Around the same time I started taking voice lessons, I was growing restless with life and with my circumstances.  I felt certain I could do great things if I could only "get out of Dodge", but I knew I had to stick it out a couple more years.  Chronic anxiety and depression became a huge issue, but one that wouldn't get diagnosed right away, and one that was an uphill battle getting treatment for given my family's stigma surrounding mental illness.  Music and writing became a place of solace for me, and a lot of great material came out of that rough time.  It seems to be a trend with songwriters that we all find it harder to write when we're happy with life! :) 

Things came to a head for me about halfway through my senior year of high school.  One night, I simply couldn't stop crying, and finally decided to tell my mom, who eventually ended up driving me to the ER.  I spent a month in an outpatient program, getting medications straightened out and focusing on airing out issues of abuse in my past that I hadn't wanted to face.  Many good friends didn't reach out to me during this time because they had no idea what to say or how to act, and for a long time I felt very, very alone.  I had many days where I strongly considered swallowing too many of those crazy new pills I was getting for anxiety, but what kept me going was a knowledge buried under all that doubt that I had a purpose past age 18.

Only a couple of months after this really dark time, I was accepted into the Berklee College of Music in Boston.  I remember the sense of peace I had when I knew that was where I was headed, despite the fights with parents about the cost and the distance.  Eventually my stubborn determination won out, and in September of 2003, I moved to a rough neighborhood of Boston living with potheads and a former cocaine dealer who looked out for the little sheltered white girl from northern Michigan.  I was so happy to be where I belonged that most days I hardly noticed what a terrible neighborhood it was!  Only a couple of months later, I met the man who would become my husband --- which is in itself an epic story, but I'll save that for another day. :)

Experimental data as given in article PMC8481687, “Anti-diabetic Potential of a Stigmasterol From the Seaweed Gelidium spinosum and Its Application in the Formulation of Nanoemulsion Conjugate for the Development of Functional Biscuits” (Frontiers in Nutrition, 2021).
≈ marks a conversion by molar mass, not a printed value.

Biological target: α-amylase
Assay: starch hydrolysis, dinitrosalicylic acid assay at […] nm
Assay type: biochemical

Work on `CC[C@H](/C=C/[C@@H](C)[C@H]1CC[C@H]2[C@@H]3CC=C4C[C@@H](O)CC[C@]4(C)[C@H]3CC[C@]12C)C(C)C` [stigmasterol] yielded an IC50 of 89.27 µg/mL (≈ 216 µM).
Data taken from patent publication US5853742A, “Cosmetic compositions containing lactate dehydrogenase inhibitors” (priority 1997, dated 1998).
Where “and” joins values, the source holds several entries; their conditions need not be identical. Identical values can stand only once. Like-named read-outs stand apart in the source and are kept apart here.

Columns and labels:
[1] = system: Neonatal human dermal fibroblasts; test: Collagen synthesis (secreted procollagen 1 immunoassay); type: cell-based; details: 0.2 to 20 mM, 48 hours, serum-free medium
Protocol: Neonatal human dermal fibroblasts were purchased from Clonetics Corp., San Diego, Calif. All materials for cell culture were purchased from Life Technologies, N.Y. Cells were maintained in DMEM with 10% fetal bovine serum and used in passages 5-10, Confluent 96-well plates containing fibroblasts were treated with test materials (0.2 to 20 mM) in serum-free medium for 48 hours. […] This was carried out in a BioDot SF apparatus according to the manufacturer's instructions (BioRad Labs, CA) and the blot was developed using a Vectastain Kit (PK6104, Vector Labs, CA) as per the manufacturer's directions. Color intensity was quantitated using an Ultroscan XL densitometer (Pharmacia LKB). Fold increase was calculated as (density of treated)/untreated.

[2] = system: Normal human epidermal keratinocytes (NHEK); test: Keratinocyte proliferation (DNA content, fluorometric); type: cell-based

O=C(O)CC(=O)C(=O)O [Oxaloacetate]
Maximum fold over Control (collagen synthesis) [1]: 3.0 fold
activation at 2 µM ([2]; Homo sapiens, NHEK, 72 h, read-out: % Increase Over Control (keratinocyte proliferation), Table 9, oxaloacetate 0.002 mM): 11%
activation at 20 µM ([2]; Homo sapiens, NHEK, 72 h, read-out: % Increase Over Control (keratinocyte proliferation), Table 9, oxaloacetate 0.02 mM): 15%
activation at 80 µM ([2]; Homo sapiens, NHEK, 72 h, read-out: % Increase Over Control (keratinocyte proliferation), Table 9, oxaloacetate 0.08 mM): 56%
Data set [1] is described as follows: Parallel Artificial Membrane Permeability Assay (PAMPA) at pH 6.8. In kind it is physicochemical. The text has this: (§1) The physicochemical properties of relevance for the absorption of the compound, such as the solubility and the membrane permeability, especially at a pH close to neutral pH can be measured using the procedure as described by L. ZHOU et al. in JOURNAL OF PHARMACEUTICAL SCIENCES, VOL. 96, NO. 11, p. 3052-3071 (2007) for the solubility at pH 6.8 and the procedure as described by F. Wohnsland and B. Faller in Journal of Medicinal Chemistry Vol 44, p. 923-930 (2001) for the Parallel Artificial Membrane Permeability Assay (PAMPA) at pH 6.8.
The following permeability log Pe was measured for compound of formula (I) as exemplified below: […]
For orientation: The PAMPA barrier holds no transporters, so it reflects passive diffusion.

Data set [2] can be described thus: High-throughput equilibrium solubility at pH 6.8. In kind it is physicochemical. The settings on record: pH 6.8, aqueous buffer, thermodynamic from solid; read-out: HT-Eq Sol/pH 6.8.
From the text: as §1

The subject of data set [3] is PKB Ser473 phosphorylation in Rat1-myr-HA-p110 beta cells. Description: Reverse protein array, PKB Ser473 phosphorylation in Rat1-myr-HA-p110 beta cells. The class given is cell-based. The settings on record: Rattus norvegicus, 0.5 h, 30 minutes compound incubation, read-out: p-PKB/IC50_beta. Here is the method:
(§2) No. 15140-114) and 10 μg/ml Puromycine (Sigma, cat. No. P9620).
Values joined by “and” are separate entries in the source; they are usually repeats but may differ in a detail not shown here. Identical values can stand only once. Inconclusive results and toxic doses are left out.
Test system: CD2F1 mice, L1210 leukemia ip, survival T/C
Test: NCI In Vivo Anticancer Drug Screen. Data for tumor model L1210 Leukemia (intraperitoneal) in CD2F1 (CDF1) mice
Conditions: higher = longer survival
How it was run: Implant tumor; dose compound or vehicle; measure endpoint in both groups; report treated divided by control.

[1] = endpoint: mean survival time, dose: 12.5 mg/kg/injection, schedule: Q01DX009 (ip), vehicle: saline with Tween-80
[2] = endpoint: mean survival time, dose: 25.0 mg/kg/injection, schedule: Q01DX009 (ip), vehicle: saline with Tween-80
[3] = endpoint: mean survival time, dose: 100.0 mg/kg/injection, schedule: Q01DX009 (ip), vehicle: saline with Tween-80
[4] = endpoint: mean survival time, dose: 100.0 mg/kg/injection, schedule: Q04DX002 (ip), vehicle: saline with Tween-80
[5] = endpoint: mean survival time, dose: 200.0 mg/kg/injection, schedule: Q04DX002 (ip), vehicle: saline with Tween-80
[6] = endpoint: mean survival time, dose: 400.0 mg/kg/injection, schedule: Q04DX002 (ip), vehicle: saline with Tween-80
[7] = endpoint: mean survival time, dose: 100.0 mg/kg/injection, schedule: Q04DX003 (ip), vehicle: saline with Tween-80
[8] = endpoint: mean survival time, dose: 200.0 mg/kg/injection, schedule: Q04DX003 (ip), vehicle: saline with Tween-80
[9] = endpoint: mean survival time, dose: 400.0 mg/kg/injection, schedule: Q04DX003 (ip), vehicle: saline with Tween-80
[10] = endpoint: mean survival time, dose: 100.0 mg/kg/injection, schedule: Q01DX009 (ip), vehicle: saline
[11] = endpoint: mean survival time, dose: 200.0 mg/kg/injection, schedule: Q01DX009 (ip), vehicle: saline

Attending Berklee was an incredible experience.  It is a very unique school, one geared at the study of contemporary music (jazz and newer) rather than classical, so students from around the globe come to this tiny little place to have the amazing educational experience it offers.  It was not uncommon to be walking down one hallway and hear five or six different languages being spoken at once.  There was always someone singing, or playing, or talking at length about music theory with another student or teacher.  For me, it was heaven.